TPM News

President Obama will delay his trip to Indonesia and Australia by several days to see health care reform over the finish line, the White House announced today. An aide confirmed the president won't leave March 18 as planned and instead will stay with the expectation the House will be voting on the Senate health care bill.

Obama will leave March 21 and return March 26, the aide said.

White House Press Secretary Robert Gibbs, who for days has insisted the schedule would not change, detailed the news on his Twitter feed this morning. "The President will delay leaving for Indonesia and Australia - will now leave Sunday - the First Lady and the girls will not be on the trip," Gibbs wrote.

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Report: Obama To Appoint Yellen For Fed Vice Chair President Obama will reportedly appoint Janet Yellen, current president of the San Francisco Federal Reserve Bank, as vice chair of the Federal Reserve. Yellen is considered to be a "dovish" Fed policymaker, meaning that she is seen as leaning towards policies that promote employment rather than those that restrain inflation.

Obama's Day Ahead President Obama will receive the presidential daily briefing at 9:30 a.m. ET. He will meet at 11 a.m. ET with his national security team on Afghanistan and Pakistan. He will meet at 4 p.m. ET with the President's Council of Advisors on Science and Technology.

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The Los Angeles Times is reporting tonight that San Francisco Mayor Gavin Newsom will announce a bid to be California's lieutenant governor on Friday. It seems all but certain since he took out papers to file for the No. 2 statewide position and paid the fee to get the ball rolling.

Newsom dropped his bid for governor last October, citing unspecified family reasons. California Democrats said at the time he wasn't earning enough support or donations. Since then, former governor and former Oakland Mayor Jerry Brown has taken the lead. Republican candidates eBay founder Meg Whitman and Insurance Commissioner Steve Poizner are facing off for the Republican nomination. (Our coverage of the race is here.)

The current TPM Poll Average of this race shows Brown with 44.4 percent and Whitman with 40.9 percent.

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The Associated Press raised a lot of eyebrows today with this piece, implying that negotiations over the abortion provision in the Senate health care bill had fallen apart.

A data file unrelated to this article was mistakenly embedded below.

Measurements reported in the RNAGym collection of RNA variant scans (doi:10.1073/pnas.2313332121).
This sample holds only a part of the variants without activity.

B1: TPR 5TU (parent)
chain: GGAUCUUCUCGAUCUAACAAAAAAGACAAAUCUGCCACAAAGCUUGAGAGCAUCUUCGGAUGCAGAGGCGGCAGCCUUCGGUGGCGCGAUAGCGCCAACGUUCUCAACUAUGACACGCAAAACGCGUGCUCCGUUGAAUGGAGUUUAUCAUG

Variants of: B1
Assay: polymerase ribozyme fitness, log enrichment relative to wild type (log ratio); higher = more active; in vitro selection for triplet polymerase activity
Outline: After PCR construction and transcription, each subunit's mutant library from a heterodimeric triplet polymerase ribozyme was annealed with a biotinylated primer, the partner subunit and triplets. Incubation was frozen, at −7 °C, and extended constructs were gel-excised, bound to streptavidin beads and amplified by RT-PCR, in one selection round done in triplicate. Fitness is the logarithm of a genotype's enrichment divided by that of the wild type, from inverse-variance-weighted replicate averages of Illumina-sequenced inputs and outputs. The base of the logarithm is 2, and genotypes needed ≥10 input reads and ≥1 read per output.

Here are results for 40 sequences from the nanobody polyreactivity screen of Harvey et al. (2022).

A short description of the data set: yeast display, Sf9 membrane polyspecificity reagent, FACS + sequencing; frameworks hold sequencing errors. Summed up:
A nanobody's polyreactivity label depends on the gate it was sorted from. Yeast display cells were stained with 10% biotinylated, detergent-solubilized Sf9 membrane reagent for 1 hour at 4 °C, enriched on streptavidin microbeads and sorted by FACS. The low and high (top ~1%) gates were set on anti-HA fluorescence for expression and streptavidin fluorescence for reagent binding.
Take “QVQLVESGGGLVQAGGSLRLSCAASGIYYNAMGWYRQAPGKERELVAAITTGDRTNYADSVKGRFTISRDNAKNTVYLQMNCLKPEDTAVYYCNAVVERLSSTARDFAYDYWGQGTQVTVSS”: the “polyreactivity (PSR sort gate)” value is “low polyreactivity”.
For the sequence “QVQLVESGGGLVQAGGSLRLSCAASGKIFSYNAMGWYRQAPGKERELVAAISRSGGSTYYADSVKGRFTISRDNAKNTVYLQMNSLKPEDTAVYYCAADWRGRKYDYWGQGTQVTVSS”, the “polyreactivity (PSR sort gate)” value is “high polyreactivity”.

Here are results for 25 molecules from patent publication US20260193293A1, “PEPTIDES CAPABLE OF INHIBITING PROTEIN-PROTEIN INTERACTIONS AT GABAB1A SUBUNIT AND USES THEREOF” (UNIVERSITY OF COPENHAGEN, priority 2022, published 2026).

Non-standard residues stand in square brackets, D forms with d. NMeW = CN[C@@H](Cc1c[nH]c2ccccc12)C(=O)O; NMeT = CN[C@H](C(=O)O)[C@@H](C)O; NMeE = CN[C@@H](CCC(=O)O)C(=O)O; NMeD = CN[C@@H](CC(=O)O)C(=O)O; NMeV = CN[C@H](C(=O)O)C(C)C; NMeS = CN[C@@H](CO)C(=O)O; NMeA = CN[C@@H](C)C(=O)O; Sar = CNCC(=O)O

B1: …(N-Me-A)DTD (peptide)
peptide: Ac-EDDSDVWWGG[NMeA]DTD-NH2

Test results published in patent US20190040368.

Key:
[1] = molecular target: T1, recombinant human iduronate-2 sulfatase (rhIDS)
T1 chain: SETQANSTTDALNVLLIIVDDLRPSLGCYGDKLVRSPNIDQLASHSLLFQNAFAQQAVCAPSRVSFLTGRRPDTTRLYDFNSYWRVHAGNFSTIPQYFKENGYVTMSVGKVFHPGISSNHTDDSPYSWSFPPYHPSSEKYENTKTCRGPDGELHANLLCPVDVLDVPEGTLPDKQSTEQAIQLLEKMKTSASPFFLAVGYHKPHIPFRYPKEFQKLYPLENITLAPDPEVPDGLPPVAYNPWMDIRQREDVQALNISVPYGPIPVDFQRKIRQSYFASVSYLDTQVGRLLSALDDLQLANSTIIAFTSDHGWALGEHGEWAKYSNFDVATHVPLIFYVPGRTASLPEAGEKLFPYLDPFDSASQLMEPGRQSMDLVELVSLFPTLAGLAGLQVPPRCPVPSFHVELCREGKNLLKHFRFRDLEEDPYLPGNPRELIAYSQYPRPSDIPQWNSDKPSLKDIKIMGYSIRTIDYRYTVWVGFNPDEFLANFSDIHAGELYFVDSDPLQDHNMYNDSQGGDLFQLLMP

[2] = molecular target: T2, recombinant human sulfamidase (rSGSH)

"House leaders have concluded they cannot change a divisive abortion provision in President Barack Obama's health care bill and will try to pass the sweeping legislation without the support of ardent anti-abortion Democrats," they reported.

Democratic Rep. Henry Waxman of California, chairman of the Energy and Commerce Committee, said the leadership will press ahead without reworking the abortion provision, which opponents say falls short in restricting taxpayer dollars for abortion coverage. He predicted some of the anti-abortion lawmakers in the party will end up voting for the overhaul anyway.

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A campaign to rally 50 senators to publicly declare that they support using reconciliation to pass a public option seems to be losing momentum -- even as the group behind the campaign insists it's getting more commitments from senators every day.

That group, the Progressive Change Campaign Committee, says it has 41 senators on the record. But a closer look suggests some of the latest additions are senators who only conditionally support a public option being passed through reconciliation. And the staff of one senator on this list tells TPMDC he can't commit to it.

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Since the House vote today to refer to the ethics committee the question of what Democratic leaders knew about former Rep. Eric Massa before news of harassment allegations broke publicly, it's worth looking at the timeline of what we know so far.

At some point in or before October 2009, Massa took out to dinner a member of Rep. Barney Frank's committee staff, Frank said in a statement today. The staffer told another Frank staffer, who in turn told Frank's co-chief of staff, Maria Giesta.

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Government watchdog groups who draw a link between corruption and the special project budget requests known as earmarks say Congress "must do more." House Democrats announced yesterday a ban on directing budget funds to for-profit companies. House Republicans followed up with a decision they wouldn't request any earmarks at all, for one year.

The Democratic proposal would strike about $1.7 billion in requests, the House Appropriations committee estimates. The move has potentially large budget implications but hasn't been met with a partner promise in the Senate.

"It's a positive step forward in both cases. Those earmarks are ground zero for pay to play, and is clearly one of the major areas people are trying to turn thousands of dollars in campaign contributions into millions of dollars in taxpayer money in the form of earmarks," Steve Ellis of Taxpayers for Common Sense said in an interview today.

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Less than two months after Gov. David Paterson selected a politically connected group of investors, including rapper Jay-Z, to build a casino at a Queens race track, the governor's office today canceled the deal, reportedly because the investors didn't release sufficient financial information.

The Times reports:

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